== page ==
We lucked out on June 25th. It had rained all day, but the skies cleared in time for Critical Lass.
We rode across the (reopened!) West side of High Level Bridge, up the separated path west of 109th Street, then through downtown on 102nd Ave.
We stopped to check out this moving art installation by Holly Newman one block up from the Boyle Street Plaza:
Next we checked out how the LIVINGbridge is looking so far. (You’ll remember we also visited last summer, later in summer when street bench entries and more plants were in place; their website is here.) Organizers had suggested that we come ready to plant, so I’d brought my gloves and a couple of trowels. Nobody was around to give us direction, so we did some weeding, and picked an empty looking bed and ringed it with some of the annuals waiting to be planted.
We wrapped up quickly and left when some guys who were hanging out there started hassling us – in particular, one native gent seemed upset by our presence. We headed back downtown and had a long wide-ranging chat at Remedy. I completely forgot to take photos.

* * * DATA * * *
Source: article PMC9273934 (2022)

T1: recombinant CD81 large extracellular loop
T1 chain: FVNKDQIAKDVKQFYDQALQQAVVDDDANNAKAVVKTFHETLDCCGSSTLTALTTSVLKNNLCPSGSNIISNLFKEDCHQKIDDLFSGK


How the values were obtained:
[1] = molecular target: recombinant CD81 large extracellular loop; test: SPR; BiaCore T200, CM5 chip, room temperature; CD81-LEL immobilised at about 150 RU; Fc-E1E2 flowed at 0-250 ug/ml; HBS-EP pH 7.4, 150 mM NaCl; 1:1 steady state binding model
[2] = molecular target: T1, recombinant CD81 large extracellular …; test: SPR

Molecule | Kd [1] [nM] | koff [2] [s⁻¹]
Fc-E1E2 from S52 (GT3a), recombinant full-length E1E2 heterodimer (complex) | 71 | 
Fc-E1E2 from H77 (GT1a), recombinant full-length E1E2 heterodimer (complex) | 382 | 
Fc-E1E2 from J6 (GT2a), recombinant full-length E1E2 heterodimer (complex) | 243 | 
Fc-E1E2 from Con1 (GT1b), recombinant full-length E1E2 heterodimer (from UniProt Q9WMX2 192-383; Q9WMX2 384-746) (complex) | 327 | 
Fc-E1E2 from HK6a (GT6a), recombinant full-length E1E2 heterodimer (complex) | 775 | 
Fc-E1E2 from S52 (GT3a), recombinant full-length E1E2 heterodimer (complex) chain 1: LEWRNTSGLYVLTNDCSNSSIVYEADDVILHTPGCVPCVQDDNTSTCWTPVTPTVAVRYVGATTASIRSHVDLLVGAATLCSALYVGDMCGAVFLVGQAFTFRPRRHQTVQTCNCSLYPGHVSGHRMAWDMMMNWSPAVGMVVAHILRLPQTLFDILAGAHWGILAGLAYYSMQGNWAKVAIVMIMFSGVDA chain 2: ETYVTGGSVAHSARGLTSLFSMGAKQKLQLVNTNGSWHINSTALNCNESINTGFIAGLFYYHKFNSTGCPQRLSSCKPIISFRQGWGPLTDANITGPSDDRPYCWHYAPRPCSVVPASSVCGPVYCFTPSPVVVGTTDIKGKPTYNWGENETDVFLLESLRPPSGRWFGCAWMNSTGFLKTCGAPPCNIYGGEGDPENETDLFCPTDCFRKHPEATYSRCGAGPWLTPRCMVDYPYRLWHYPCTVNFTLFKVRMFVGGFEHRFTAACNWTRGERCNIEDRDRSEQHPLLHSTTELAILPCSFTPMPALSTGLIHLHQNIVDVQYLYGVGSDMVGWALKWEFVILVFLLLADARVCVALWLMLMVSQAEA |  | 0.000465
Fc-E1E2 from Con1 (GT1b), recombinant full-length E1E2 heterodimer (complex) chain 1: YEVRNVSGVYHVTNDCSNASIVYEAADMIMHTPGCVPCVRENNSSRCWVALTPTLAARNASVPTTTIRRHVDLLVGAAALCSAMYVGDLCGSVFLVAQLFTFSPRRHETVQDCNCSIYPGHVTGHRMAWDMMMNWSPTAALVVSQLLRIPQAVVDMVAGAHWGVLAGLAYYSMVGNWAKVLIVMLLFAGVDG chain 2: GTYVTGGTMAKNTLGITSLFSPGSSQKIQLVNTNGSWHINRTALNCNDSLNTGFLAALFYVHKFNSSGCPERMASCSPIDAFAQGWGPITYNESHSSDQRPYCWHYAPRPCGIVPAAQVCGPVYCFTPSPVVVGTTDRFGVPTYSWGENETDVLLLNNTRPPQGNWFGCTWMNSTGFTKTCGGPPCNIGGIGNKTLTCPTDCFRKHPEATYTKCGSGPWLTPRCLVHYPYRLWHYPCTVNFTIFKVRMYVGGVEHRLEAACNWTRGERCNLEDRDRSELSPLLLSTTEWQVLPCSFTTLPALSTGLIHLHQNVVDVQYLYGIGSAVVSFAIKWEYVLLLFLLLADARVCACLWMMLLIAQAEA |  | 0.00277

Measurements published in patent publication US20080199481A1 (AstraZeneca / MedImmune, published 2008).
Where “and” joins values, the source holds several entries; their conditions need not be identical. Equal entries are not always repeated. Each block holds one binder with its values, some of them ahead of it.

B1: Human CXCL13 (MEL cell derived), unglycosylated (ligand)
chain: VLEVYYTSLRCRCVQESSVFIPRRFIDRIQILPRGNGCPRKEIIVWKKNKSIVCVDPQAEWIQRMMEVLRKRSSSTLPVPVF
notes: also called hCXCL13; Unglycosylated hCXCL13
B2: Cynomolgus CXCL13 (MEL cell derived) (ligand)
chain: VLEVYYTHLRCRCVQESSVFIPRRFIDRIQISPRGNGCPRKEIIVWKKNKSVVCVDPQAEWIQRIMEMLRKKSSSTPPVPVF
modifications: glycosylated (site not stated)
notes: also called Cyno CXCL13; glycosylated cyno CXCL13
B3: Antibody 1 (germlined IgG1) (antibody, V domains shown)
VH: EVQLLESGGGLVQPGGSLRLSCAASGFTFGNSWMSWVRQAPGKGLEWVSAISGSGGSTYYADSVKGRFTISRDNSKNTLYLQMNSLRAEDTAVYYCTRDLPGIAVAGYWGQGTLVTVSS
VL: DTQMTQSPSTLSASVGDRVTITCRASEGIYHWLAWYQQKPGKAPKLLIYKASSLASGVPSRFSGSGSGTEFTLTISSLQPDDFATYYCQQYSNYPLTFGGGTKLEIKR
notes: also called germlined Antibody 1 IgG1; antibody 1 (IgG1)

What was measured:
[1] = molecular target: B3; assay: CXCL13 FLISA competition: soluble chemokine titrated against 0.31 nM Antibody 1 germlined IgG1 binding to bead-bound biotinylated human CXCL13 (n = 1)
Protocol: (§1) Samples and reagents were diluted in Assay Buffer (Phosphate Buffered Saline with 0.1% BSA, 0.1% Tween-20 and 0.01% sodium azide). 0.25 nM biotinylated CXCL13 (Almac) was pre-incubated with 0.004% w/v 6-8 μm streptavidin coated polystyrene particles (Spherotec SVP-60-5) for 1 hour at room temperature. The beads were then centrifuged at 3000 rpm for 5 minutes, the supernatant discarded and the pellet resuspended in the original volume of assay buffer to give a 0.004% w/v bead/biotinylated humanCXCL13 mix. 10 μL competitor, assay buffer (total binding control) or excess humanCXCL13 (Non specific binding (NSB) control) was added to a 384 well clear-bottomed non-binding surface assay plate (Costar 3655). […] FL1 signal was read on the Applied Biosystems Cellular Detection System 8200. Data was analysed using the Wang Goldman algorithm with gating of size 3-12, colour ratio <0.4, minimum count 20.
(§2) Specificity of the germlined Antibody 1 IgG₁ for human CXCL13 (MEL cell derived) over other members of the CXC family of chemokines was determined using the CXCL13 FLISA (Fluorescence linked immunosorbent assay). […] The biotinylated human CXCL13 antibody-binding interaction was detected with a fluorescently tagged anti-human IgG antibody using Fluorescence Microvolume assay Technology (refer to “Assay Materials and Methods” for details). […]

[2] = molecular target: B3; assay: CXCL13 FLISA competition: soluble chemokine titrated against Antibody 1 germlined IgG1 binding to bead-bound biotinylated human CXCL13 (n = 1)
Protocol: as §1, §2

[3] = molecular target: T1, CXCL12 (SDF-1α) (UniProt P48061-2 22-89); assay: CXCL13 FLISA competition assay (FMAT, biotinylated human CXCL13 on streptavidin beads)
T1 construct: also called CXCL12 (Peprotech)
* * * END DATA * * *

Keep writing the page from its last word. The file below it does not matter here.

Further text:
On the way home, they were testing the newly-installed lights on High Level Bridge:
While we were taking photos, we met a 53-year-old res school survivor in distress, and walked him the rest of the length of the High Level Bridge to make sure he was okay. He had a lot of profound lessons for us (as elders and survivors do), which I’ll share in a blog post eventually. He taught us a phrase, pronounced cha-oon-day, that was his prayer to the Creator for a better day tomorrow. He faced the sunset as he was praying, and traced the horizon with his hands. (If anyone can teach me the proper spelling I’d be grateful. I’m not sure if it’s Cree or Dene.)
Let’s all send a wish into the universe / to the Creator / good vibes to him, wherever he is now, for a thousand better tomorrows, and consider donating to organizations who work with homeless people or the urban aboriginal community so people in his situation feel less alone and hopeless.